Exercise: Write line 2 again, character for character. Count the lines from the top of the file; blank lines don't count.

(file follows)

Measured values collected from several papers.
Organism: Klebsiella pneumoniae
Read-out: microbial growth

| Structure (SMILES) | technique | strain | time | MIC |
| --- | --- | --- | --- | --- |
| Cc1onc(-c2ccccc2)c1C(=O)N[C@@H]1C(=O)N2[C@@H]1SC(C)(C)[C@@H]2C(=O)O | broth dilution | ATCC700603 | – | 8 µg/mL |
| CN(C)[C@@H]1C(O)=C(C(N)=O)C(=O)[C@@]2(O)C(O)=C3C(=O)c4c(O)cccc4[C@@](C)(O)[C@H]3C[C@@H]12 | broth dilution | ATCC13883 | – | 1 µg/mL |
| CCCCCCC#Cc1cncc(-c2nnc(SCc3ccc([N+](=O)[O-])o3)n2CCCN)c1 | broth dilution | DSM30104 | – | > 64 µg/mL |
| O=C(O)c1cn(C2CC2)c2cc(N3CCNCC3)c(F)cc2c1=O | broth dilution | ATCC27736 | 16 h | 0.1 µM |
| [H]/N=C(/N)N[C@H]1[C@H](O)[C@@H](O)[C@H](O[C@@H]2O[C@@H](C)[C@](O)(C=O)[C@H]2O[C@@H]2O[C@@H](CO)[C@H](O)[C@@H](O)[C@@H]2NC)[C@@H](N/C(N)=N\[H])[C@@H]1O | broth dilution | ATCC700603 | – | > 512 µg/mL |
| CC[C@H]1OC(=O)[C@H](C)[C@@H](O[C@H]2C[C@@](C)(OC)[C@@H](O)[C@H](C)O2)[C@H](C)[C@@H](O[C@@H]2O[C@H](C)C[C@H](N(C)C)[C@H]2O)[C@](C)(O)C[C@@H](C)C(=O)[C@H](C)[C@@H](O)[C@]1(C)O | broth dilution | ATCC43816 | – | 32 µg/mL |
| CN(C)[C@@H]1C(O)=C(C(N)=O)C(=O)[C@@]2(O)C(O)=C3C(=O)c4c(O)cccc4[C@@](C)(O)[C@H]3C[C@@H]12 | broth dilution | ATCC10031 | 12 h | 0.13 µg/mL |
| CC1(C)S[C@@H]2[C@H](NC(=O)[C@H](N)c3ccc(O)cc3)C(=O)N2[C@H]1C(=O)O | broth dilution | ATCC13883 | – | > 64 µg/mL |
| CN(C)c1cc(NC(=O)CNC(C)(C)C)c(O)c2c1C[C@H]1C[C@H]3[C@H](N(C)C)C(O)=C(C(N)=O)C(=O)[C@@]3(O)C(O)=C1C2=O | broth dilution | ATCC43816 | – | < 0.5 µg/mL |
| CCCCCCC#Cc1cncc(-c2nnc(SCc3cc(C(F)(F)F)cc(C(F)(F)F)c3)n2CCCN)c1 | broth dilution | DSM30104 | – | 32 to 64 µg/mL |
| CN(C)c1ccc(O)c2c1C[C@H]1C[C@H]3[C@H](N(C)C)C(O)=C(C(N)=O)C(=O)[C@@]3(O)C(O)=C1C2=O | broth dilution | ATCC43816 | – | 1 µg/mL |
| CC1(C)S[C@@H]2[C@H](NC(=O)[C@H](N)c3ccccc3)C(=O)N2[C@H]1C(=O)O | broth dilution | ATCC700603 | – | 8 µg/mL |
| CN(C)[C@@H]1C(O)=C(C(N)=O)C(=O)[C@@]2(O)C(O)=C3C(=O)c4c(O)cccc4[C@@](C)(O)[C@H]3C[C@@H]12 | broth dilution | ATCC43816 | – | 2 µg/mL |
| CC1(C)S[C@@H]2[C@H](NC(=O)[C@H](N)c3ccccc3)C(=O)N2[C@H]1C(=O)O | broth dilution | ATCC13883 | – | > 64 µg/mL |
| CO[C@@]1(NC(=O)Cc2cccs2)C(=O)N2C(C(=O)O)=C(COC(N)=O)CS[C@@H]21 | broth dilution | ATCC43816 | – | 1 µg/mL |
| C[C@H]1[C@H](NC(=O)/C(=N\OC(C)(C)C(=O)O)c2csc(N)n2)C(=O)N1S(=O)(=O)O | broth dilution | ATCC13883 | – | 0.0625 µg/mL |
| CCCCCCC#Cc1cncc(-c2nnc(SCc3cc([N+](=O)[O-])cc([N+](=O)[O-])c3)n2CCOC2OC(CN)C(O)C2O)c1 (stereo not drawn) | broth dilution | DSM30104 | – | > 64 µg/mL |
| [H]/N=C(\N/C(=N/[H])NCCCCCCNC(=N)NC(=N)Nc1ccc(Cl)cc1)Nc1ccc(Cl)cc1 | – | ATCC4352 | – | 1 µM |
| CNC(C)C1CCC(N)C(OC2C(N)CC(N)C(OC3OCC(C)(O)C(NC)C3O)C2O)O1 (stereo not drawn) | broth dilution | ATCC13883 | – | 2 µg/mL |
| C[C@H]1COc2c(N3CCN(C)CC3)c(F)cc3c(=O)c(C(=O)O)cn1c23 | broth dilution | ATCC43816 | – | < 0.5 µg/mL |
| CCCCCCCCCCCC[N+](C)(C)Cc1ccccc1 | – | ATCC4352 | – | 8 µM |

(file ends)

Organism: Klebsiella pneumoniae